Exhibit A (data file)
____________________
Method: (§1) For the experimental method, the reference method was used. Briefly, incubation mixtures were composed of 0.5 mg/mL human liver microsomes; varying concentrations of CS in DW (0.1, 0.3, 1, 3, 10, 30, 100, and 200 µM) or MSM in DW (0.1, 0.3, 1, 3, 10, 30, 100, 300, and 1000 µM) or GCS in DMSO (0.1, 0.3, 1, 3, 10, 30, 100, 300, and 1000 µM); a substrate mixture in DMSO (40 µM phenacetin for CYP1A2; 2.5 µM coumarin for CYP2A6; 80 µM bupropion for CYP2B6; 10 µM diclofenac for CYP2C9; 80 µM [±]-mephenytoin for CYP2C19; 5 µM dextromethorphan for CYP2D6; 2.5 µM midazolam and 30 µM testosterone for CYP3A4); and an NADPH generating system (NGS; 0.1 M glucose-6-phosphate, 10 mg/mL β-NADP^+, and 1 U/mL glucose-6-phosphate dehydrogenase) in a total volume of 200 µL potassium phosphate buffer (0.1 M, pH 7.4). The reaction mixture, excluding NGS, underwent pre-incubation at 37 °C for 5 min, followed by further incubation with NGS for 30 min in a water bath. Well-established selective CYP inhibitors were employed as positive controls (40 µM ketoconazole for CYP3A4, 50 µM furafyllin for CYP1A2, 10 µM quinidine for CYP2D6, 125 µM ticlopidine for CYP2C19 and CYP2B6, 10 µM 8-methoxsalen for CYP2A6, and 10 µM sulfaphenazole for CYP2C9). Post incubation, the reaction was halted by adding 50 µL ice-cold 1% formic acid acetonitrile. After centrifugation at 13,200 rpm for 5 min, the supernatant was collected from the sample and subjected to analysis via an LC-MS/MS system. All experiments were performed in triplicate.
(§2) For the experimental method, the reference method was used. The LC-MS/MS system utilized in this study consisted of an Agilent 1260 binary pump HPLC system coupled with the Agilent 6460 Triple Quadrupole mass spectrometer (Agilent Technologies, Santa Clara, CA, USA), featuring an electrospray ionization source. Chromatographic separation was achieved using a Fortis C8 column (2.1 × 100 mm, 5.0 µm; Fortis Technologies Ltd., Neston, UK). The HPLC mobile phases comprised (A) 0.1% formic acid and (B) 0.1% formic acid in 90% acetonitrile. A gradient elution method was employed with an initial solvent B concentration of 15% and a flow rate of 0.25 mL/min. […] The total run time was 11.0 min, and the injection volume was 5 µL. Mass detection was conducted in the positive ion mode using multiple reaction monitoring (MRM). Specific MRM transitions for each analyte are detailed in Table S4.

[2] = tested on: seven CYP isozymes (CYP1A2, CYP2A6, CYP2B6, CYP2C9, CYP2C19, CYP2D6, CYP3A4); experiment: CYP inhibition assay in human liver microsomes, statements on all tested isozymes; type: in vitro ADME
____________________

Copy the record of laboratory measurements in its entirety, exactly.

Method: (§1) For the experimental method, the reference method was used. Briefly, incubation mixtures were composed of 0.5 mg/mL human liver microsomes; varying concentrations of CS in DW (0.1, 0.3, 1, 3, 10, 30, 100, and 200 µM) or MSM in DW (0.1, 0.3, 1, 3, 10, 30, 100, 300, and 1000 µM) or GCS in DMSO (0.1, 0.3, 1, 3, 10, 30, 100, 300, and 1000 µM); a substrate mixture in DMSO (40 µM phenacetin for CYP1A2; 2.5 µM coumarin for CYP2A6; 80 µM bupropion for CYP2B6; 10 µM diclofenac for CYP2C9; 80 µM [±]-mephenytoin for CYP2C19; 5 µM dextromethorphan for CYP2D6; 2.5 µM midazolam and 30 µM testosterone for CYP3A4); and an NADPH generating system (NGS; 0.1 M glucose-6-phosphate, 10 mg/mL β-NADP^+, and 1 U/mL glucose-6-phosphate dehydrogenase) in a total volume of 200 µL potassium phosphate buffer (0.1 M, pH 7.4). The reaction mixture, excluding NGS, underwent pre-incubation at 37 °C for 5 min, followed by further incubation with NGS for 30 min in a water bath. Well-established selective CYP inhibitors were employed as positive controls (40 µM ketoconazole for CYP3A4, 50 µM furafyllin for CYP1A2, 10 µM quinidine for CYP2D6, 125 µM ticlopidine for CYP2C19 and CYP2B6, 10 µM 8-methoxsalen for CYP2A6, and 10 µM sulfaphenazole for CYP2C9). Post incubation, the reaction was halted by adding 50 µL ice-cold 1% formic acid acetonitrile. After centrifugation at 13,200 rpm for 5 min, the supernatant was collected from the sample and subjected to analysis via an LC-MS/MS system. All experiments were performed in triplicate.
(§2) For the experimental method, the reference method was used. The LC-MS/MS system utilized in this study consisted of an Agilent 1260 binary pump HPLC system coupled with the Agilent 6460 Triple Quadrupole mass spectrometer (Agilent Technologies, Santa Clara, CA, USA), featuring an electrospray ionization source. Chromatographic separation was achieved using a Fortis C8 column (2.1 × 100 mm, 5.0 µm; Fortis Technologies Ltd., Neston, UK). The HPLC mobile phases comprised (A) 0.1% formic acid and (B) 0.1% formic acid in 90% acetonitrile. A gradient elution method was employed with an initial solvent B concentration of 15% and a flow rate of 0.25 mL/min. […] The total run time was 11.0 min, and the injection volume was 5 µL. Mass detection was conducted in the positive ion mode using multiple reaction monitoring (MRM). Specific MRM transitions for each analyte are detailed in Table S4.

[2] = tested on: seven CYP isozymes (CYP1A2, CYP2A6, CYP2B6, CYP2C9, CYP2C19, CYP2D6, CYP3A4); experiment: CYP inhibition assay in human liver microsomes, statements on all tested isozymes; type: in vitro ADME